Friday, July 20, 2012 | 9:18 a.m.
AURORA, Colo. — My wife and I are not huge movie fans, but we’ll occasionally take in a film, especially when we’re on vacation.
Today, we’re counting our blessings that we didn’t go to last night’s midnight showing of “The Dark Knight Rises,” where a lone gunman shot and killed 12 people in the Century 16 Theater complex at the Aurora Mall.
My wife and I were at that very theater the afternoon before the tragedy, watching Woody Allen’s new comedy, “To Rome with Love.”
The theater complex is less than a mile from my mother’s Aurora home and it’s the place where she usually goes to the movies.
This morning, my wife and I were recollecting the film we had seen the day before and pondering Woody Allen’s obsession with death.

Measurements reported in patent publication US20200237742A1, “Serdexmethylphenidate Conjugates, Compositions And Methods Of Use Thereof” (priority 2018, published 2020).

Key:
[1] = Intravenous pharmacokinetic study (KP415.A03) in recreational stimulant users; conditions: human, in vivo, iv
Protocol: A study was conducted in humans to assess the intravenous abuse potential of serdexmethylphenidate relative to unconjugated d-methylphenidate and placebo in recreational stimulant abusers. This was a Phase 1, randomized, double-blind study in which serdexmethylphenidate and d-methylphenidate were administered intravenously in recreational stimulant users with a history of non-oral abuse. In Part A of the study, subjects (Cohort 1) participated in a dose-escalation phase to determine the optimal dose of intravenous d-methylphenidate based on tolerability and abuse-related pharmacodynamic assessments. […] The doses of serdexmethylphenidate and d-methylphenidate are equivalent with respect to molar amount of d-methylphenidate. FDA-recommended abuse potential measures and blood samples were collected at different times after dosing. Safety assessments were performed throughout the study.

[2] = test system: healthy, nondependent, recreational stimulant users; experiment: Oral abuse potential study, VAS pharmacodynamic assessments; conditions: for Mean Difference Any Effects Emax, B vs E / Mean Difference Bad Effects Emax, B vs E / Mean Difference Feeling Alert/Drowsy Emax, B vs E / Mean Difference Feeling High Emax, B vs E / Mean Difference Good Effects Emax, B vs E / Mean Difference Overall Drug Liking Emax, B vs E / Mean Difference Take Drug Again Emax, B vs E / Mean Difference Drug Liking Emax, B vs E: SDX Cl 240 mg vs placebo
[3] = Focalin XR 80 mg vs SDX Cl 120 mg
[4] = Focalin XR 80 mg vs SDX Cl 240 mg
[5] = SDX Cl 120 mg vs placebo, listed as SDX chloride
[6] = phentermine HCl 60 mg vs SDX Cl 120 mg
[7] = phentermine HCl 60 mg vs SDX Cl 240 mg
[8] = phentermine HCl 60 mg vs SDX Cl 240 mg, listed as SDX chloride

But when we went to the kitchen for breakfast and turned on the television, images of death were unfolding before our eyes.
At first, I thought it was a national broadcast from some other place, because these kinds of tragedies aren’t supposed to happen where you grew up. But as the pictures of the theater complex and the parking lot where we had been less than 24 hours earlier flashed on the TV screen, we knew this was something that was a far more personal experience.
Police helicopters are buzzing overhead this morning and we hear occasional sirens. There’s a nearby police substation, one of the reasons why officers reached the theater so quickly after the shootings.
Local television commentators inevitably are making comparisons to the shootings at Columbine High School in 1999 in another Denver suburb, another tragedy for which I felt a personal connection because it was in Colorado and my son was in high school at the time.
The stories are unfolding about the victims, the suspect, the witnesses.
It’s all too close for comfort and we’ll be forever changed when we come home from this place where my wife and I grew up.
And I’m sure we’ll never feel the same way about going to a movie at the Century 16.